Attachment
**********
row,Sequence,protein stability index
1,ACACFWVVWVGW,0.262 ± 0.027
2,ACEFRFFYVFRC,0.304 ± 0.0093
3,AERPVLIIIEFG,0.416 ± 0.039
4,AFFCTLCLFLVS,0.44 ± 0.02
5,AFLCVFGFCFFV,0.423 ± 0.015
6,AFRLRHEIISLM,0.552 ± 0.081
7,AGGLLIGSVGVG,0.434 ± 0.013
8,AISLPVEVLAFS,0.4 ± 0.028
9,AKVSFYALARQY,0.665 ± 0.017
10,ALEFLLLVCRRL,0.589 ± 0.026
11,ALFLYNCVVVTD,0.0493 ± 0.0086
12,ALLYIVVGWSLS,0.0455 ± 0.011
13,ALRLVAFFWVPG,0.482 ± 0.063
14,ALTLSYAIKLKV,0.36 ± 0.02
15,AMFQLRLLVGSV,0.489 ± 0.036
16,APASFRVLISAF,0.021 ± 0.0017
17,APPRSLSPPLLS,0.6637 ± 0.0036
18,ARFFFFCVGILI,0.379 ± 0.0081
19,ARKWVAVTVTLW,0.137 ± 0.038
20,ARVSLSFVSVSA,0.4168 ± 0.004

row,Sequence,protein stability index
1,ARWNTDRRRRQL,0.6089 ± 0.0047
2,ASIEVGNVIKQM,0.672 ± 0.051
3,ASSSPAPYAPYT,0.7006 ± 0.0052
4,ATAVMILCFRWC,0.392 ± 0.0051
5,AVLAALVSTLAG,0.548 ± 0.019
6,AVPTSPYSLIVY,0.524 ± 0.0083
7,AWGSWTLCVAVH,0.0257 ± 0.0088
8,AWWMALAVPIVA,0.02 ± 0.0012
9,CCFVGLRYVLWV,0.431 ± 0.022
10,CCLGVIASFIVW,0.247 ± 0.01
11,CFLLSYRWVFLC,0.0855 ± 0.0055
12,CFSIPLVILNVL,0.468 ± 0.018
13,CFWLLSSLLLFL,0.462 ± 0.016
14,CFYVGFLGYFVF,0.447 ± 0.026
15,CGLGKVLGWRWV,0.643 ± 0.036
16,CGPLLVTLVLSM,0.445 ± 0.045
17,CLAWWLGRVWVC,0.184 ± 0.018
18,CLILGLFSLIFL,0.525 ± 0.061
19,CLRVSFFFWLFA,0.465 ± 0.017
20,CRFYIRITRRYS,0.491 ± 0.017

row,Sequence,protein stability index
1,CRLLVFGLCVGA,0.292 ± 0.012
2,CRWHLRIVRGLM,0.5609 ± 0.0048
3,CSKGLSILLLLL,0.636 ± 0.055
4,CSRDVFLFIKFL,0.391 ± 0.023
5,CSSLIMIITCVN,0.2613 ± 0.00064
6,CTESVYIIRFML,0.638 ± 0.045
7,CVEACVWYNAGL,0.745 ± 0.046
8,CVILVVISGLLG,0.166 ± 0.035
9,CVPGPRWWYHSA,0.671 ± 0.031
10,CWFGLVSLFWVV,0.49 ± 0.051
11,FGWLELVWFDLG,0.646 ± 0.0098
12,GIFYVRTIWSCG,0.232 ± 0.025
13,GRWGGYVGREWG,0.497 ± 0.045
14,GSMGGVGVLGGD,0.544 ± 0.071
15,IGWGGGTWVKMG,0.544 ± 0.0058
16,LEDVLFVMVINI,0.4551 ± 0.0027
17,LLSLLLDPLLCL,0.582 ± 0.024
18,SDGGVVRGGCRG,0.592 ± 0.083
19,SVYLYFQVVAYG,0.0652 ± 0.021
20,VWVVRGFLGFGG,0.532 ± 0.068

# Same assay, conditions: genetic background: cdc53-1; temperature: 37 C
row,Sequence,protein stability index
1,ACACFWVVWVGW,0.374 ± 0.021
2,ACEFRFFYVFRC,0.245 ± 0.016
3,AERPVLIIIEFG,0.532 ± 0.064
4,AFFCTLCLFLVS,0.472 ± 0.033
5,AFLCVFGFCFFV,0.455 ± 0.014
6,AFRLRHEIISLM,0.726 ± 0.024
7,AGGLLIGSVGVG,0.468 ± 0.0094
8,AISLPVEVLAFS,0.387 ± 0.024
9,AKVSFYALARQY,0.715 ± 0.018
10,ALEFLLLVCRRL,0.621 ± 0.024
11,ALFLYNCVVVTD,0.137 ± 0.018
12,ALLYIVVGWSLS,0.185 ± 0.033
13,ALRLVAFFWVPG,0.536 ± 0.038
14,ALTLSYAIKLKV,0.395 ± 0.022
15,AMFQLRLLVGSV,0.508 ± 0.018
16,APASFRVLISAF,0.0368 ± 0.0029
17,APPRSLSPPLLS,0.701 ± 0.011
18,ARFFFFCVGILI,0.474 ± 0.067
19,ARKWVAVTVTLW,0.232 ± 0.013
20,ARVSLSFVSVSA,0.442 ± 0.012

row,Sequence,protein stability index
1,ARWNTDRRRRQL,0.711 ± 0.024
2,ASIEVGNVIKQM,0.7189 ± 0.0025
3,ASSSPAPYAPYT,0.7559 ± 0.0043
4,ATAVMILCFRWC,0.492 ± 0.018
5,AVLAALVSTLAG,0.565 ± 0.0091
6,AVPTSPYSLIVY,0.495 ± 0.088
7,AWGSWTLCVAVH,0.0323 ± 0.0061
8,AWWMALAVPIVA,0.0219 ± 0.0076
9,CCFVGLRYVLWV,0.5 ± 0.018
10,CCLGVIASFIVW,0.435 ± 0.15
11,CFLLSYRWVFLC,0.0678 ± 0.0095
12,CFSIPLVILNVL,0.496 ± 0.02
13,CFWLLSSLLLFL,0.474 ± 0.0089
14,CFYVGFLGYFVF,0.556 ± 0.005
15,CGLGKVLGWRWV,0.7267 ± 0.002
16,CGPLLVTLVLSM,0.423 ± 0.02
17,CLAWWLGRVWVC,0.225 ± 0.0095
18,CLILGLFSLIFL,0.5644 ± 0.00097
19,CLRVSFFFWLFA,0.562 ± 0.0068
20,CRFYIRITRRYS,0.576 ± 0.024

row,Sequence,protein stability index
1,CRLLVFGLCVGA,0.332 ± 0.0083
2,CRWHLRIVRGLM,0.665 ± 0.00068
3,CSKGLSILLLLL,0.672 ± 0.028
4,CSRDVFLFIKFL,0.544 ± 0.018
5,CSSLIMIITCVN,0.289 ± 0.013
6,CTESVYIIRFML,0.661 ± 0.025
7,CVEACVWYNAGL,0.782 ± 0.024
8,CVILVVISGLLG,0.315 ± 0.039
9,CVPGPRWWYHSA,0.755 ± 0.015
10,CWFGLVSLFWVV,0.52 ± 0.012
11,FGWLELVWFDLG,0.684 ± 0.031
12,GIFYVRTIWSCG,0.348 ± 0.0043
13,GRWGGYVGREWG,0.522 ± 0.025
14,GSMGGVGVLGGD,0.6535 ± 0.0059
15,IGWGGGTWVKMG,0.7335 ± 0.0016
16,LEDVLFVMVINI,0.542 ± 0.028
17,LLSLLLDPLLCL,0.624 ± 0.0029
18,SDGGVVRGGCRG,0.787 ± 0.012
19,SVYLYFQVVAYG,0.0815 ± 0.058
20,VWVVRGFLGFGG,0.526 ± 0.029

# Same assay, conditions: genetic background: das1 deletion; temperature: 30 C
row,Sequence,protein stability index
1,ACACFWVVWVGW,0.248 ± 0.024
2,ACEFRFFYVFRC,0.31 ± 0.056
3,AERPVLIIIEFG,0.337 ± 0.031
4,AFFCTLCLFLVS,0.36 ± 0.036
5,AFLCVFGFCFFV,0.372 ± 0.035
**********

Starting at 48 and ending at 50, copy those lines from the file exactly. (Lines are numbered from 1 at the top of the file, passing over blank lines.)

5,CSSLIMIITCVN,0.2613 ± 0.00064
6,CTESVYIIRFML,0.638 ± 0.045
7,CVEACVWYNAGL,0.745 ± 0.046